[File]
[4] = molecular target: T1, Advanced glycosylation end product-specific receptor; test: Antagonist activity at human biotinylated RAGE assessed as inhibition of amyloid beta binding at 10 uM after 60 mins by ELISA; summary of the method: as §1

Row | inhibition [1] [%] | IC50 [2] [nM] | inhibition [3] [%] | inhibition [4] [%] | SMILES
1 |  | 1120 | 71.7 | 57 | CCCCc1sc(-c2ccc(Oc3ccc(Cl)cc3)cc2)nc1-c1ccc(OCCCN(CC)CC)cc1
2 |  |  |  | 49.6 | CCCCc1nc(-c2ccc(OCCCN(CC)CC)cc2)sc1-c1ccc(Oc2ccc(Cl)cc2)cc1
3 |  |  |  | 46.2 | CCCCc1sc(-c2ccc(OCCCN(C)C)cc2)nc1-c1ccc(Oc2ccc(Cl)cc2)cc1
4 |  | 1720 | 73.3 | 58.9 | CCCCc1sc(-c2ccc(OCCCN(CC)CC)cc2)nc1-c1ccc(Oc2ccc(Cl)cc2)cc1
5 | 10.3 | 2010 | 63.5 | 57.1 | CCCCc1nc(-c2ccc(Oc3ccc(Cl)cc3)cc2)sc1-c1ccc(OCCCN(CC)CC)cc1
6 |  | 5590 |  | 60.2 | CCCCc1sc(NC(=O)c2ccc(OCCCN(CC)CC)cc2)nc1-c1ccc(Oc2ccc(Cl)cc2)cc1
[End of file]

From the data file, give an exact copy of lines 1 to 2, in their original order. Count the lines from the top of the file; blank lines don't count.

[4] = molecular target: T1, Advanced glycosylation end product-specific receptor; test: Antagonist activity at human biotinylated RAGE assessed as inhibition of amyloid beta binding at 10 uM after 60 mins by ELISA; summary of the method: as §1

Row | inhibition [1] [%] | IC50 [2] [nM] | inhibition [3] [%] | inhibition [4] [%] | SMILES